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  1. #1
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    Default Sick cat won't eat or drink

    One of our cats started acting funny yesterday, and when I took him to the vet this morning I was told that he is in critical condition due to fluid in his lungs and swelling in the chambers of his heart. They said there is no "cure", but they prescribed 3 medicines to try to manage his symptoms.

    I am supposed to be monitoring his food and water intake as well as litterbox use, so I set everything up in our guest bathroom (to separate him from our other cats) and have been checking on him throughout the day/evening. He has not touched his food or water and has not used the litterbox at all. I don't think he ate or drank yesterday, either.

    He appears very weak and dehydrated, but has no interest in his food or water even when I put it right under his nose. I am worried he will not have a fighting chance of feeling better if he does not eat and drink.

    Is there anything I can do to at least get some water in him?

  2. #2
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    If he's in such poor condition, why did they send him home? Molly nearly died once when she lost half her body weight-a later vet believes it was allergies that sent her liver and kidneys into shut-down-and the only thing I could do to get her interested in eating again was start serving canned food, which she had never had before. That way she was eating, and at least getting a little bit of moisture. I was paranoid for years afterwards, especially since I still, 5 years later rarely, if ever, catch her drinking water.

  3. #3
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    When our kitten had surgery we gave her water in a syringe. We had to give her several medicines, so we would just fill up the syringe with water and squirt it into her mouth.

    Another thing we did when she wasn't eating was heating up wet food in the microwave to make it smell more. We would actually spoon-feed it to her.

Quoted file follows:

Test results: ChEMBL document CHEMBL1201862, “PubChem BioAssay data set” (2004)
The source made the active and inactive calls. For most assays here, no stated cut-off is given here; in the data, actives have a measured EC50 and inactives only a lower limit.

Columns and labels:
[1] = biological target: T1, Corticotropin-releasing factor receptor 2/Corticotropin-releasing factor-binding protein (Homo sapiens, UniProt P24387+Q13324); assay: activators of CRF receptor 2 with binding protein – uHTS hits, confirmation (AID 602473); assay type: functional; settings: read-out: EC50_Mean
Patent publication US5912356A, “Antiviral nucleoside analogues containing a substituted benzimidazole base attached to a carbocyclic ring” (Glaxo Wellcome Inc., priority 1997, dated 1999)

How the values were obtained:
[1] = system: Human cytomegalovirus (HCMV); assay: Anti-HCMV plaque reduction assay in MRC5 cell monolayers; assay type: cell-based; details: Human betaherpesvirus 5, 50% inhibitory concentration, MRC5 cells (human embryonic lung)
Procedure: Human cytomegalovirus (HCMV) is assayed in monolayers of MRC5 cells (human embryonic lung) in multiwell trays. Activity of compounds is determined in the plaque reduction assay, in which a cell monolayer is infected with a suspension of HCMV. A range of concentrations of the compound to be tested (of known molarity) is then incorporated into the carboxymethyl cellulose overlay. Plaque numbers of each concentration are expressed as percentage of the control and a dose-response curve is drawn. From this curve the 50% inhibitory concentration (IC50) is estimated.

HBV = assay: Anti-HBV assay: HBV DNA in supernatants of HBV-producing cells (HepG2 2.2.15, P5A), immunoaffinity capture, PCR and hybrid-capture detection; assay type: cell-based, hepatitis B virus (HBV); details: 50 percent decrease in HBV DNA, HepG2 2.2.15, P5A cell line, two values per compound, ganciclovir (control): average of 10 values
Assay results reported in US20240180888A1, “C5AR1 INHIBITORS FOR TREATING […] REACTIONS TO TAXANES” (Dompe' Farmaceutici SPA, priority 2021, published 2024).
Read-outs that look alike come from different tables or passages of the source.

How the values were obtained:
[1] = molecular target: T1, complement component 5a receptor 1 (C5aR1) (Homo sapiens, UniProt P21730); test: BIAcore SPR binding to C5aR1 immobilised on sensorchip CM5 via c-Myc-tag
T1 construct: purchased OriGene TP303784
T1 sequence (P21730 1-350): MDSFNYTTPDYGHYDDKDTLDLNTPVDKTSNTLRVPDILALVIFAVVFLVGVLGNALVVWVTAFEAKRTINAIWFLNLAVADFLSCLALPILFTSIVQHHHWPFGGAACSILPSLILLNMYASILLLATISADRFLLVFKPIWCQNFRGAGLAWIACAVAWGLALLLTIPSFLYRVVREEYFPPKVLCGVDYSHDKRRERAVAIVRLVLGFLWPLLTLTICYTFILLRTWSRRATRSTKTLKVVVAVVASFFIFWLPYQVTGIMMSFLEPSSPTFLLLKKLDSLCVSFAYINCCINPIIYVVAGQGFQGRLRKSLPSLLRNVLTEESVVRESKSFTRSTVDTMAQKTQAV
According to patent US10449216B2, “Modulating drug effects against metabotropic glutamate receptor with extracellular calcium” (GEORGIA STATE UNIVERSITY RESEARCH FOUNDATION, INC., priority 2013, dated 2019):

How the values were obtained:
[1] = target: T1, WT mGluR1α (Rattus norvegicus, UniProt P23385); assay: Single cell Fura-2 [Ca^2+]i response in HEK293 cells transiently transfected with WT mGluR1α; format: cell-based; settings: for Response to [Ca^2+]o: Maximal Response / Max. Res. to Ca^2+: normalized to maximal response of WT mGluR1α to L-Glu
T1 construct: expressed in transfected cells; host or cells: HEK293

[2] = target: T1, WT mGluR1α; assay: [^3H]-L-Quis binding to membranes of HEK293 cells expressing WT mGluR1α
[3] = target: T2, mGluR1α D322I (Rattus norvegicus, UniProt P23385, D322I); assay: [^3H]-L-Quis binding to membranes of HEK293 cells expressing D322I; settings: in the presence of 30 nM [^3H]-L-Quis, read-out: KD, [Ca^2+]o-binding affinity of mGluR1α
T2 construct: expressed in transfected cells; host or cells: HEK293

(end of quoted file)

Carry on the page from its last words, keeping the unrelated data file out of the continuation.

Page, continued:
4. #4
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    when I took him to the vet this morning I was told that he is in critical condition due to fluid in his lungs and swelling in the chambers of his heart.
    Did they use the word "cardiomyopathy"?

    Regardless, patients with cardiac problems often have no interest in food or drink. Intravenous fluids (which can be done for cats just as for humans) may help short-term if he is truly dehydrated, but would make his congestive heart failure worse. Diuretics can reduce the fluid overload, but exacerbate dehydration. Why is it you feel he looks dehydrated? Overall fatigue and malaise, a very weak appearance, as you mentioned, is classic in congestive heart failure.

    I lost my childhood cat to hypertrophic cardiomyopathy three years ago. We tried all kinds of tricks to encourage eating, but as the end drew near they all stopped working. My heart goes out to you - I wish your kitty some comfort and you the peace of knowing he's been so loved his whole life, and always will be.
    "If you bungle raising your children, I don't think whatever else you do well matters very much." ~ Jackie O.
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  5. #5
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    Quote Originally Posted by BTB
    Why is it you feel he looks dehydrated?
    My vet told me an easy way for my hyper-worried momma self to tell-pull up their back fur when they are standing up, it should fairly easily slide/spring back into place. If it stays put or is slow to move, kitty is dehydrated.

  6. #6
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    Uh, thanks M+M... but... kind of a non-sequitur, no?
    "If you bungle raising your children, I don't think whatever else you do well matters very much." ~ Jackie O.
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  7. #7
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    If he is that ill, he needs to be hospitalized. He will not improve at home.

  8. #8
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    I agree that improvement won't be seen at home, but at least for my dear kitty, by the time the diagnosis was reached it wasn't about improvement. The focus was comfort and love, not spending the time she had left in a hospital - quality of life, not quantity. Anything that a hospitalization could've achieved would've been temporary anyway, and taken away from us enjoying our time with her while it remained.

    OP, did your vet give you any indication of how much time (s)he thinks your sweetie has left?
    "If you bungle raising your children, I don't think whatever else you do well matters very much." ~ Jackie O.
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  9. #9
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    Agreed, but the condition described is not one of comfort. I'm all for palliative care for endstage conditions, but if a pet is rapidly dehydrating and anorectic in the face of pulmonary edema, then I would discourage home care.

  10. #10
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    Quote Originally Posted by BTB
    Uh, thanks M+M... but... kind of a non-sequitur, no?
    I wasn't trying to be funny, but thanks for trying to make me feel bad.
    Shelby, I hope your kitty feels better, or at least more comfortable, soon.

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